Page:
© Borgis - New Medicine 3/2010, s. 88-89
*Ewa Ogłodek, Aleksander Araszkiewicz
Borderline Personality Disorder
Chair and Clinic of Psychiatry of the Nicolaus Copernicus University Collegium Medicum in Bydgoszcz, Poland
Head of Clinic: Prof. Aleksander Araszkiewicz, MD, PhD
The aim of this paper was to present cognitive-behavioural theories regarding borderline personality disorder (BPD) elaborated over the last years and their practical implications taking the form of comprehensive psychotherapy models.
The author of the term "borderline personality disorders" is considered to be the psychoanalyst Stern, who distinguished the following features of this disorder: mental pain, narcissism, hypersensitivity, inflexibility of the body and mind, lack of a sense of security, masochism, projection mechanisms and disorders of perception of reality. Biological factors include: dysfunction of the limbic system, damage to the central nervous system, including organic damage to the brain (perinatal trauma, encephalitis, trauma to the head), and epileptic episodes (1, 2).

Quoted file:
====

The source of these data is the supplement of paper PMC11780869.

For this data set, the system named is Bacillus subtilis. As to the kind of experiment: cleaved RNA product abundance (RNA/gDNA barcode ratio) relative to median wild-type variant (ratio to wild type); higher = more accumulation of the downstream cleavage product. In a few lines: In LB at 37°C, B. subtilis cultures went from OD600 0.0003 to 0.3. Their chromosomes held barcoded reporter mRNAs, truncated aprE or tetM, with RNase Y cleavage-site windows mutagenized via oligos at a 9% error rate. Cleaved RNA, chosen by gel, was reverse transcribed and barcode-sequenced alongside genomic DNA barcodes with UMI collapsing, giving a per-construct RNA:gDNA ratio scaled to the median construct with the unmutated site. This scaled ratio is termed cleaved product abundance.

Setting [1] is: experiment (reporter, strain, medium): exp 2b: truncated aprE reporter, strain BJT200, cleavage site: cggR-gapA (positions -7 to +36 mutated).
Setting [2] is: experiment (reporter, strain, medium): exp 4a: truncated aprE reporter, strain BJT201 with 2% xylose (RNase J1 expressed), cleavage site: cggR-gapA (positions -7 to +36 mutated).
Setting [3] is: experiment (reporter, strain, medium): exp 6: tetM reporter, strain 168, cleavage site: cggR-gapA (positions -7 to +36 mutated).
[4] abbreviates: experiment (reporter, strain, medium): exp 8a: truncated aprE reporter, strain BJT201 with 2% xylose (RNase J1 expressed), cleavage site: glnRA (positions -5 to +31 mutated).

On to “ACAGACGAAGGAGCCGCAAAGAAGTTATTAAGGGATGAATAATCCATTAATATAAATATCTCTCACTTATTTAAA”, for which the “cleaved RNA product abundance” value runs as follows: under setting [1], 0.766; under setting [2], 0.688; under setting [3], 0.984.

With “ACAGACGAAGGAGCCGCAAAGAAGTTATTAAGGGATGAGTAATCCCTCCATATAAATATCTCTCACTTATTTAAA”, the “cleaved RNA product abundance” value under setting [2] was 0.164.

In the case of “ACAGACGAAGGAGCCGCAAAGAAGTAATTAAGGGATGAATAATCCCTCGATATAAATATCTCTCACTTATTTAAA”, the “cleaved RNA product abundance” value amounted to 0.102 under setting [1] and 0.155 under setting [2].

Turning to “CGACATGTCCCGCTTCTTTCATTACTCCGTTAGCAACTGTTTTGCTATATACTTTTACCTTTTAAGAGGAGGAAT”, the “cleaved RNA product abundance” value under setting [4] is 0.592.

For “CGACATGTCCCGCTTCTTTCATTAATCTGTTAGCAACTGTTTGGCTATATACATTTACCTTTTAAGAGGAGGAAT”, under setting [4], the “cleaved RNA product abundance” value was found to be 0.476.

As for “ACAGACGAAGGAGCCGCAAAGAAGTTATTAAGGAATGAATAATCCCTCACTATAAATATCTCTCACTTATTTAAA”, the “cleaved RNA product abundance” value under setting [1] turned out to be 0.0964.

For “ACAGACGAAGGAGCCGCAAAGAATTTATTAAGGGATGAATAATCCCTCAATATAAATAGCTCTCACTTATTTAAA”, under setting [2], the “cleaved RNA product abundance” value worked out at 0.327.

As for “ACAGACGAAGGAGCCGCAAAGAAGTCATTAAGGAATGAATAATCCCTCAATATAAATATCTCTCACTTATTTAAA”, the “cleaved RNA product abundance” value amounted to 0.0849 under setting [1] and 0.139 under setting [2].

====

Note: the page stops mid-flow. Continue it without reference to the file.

We present the case of a 20-year-old patient treated at the Department of Psychiatry of Collegium Medicum in Bydgoszcz. The patient had a borderline personality, characterized by instability of relationships, the image of herself and emotions, and a lack of control over impulses. She lived with a sense of abandonment by others, and had a tendency to start intense, unstable relationships with men, often leading to emotional crises. Frequently, without understandable reasons, she formulated suicidal threats or made self-inflicted injuries on her body, and experienced uncontrolled bursts of anger. She also had a tendency to impulsive behaviour, regardless of its consequences, and was characterized by emotional instability. Her ability to plan the future was almost non-existent, and bursts of anger often led to sudden behaviours or "behavioural explosions". Anger was often triggered by criticism or by her impulsive actions being counteracted by other people. She complained about a constant feeling of internal emptiness. The patient underwent year-long cognitive-behavioural psychotherapy, with a good therapeutic effect. In order to reduce the disorders in the control of impulsive-behavioural behaviours, the patient was treated to good therapeutic effect with a selective serotonin reuptake inhibitor (SSRI), sertraline, in a dose of 100 mg/day for 12 months.
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zaakceptowano do druku: 2010-09-14
Adres do korespondencji:
19 Kurpińskiego Str., 85-094 Bydgoszcz
phone: +48 52 585 42 60, 585 42 68
fax: +48 52 585 37 66
e-mail: firstname.lastname@example.orgNew Medicine 3/2010
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